The story at the heart of The Central Park Five is heart-breaking and frustrating, ending with a much too late reconciliation. The film focuses on the wrongful arrest and persecution, in 1989, of five teenaged black and Latino youths in the gruesome attack and rape of a jogger in New York City’s Central Park. Co-directed by Ken Burns, Sarah Burns and David McMahon expertly executed and the presentation will seem familiar to anyone familiar with any of Ken Burns’ other documentaries. The filmmakers had access to all five, with one opting to have only his voice recorded. Not surprising for a film involving Ken Burns, The Central Park Five includes plenty of excellent archival footage. The film presents an excellent snapshot of a particular place at a particular time making the film as much about the racism of the period in general as it is about this particular incident.
Despite the importance of the story and the professional presentation, I had a difficult time feeling engaged. Part of the problem is that the film begins with a voice over of someone admitting to the crime. Between that and the clear malfeasance of the police, the innocence of the youths is never in doubt thereby depriving the film of any real narrative drive. It become merely procedural. A point is made in the film about how journalists love a timeline and the strict chronology here gives the film a “this happened and then this happened and then this happened” feel, as the filmmakers mechanically follow the timeline of what transpired. Unfortunately, the police and prosecutors declined to be interviewed for the film, making it a one-sided tale and further stripping any tension. Also, at 2 hours, The Central Park Five feels overly long and could definitely benefit from some tightening.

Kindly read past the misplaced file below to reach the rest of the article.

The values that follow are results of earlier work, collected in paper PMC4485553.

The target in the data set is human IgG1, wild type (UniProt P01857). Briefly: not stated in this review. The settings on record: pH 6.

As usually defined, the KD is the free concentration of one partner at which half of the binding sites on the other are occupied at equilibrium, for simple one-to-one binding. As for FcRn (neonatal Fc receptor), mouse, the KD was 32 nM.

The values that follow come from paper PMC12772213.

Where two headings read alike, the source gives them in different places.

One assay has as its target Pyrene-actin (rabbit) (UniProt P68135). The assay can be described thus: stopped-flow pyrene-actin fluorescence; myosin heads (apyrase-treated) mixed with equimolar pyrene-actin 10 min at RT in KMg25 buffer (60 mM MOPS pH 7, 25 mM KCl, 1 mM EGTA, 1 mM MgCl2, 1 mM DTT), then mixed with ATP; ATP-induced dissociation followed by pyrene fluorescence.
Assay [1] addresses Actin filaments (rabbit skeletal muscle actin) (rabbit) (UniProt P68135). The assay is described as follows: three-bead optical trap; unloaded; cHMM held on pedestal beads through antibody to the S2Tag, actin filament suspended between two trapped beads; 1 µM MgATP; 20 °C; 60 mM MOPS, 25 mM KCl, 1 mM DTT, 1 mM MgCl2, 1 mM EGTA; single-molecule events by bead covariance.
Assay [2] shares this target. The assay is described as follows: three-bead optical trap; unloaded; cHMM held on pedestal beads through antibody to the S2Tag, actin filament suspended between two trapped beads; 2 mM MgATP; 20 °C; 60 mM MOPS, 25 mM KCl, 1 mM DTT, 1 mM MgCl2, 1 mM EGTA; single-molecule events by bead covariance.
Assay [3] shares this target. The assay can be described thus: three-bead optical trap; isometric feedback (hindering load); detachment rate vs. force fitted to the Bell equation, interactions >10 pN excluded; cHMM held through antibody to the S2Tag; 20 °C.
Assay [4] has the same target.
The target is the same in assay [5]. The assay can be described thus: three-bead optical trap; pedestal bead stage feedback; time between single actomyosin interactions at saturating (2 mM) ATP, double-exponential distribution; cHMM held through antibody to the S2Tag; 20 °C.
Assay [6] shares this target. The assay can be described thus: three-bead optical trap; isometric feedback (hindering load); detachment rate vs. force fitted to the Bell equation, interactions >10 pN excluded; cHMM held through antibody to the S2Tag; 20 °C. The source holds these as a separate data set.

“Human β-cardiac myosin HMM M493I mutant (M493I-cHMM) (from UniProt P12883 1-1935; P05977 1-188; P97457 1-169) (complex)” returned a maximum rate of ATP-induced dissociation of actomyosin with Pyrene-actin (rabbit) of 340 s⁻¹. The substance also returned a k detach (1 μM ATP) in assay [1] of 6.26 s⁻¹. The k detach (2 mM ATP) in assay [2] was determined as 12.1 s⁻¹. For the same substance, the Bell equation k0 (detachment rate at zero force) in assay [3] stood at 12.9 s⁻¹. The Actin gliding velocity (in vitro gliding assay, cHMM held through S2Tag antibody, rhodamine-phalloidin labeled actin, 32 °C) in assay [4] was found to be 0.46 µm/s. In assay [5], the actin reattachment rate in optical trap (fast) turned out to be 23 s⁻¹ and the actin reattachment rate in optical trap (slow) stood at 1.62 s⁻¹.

That said, the story is an important one that reveals the racism by those in power that threatens justice in many communities.
Using the festival’s scoring system, I rank The Central Park Five as Good or 3 out of a possible 5
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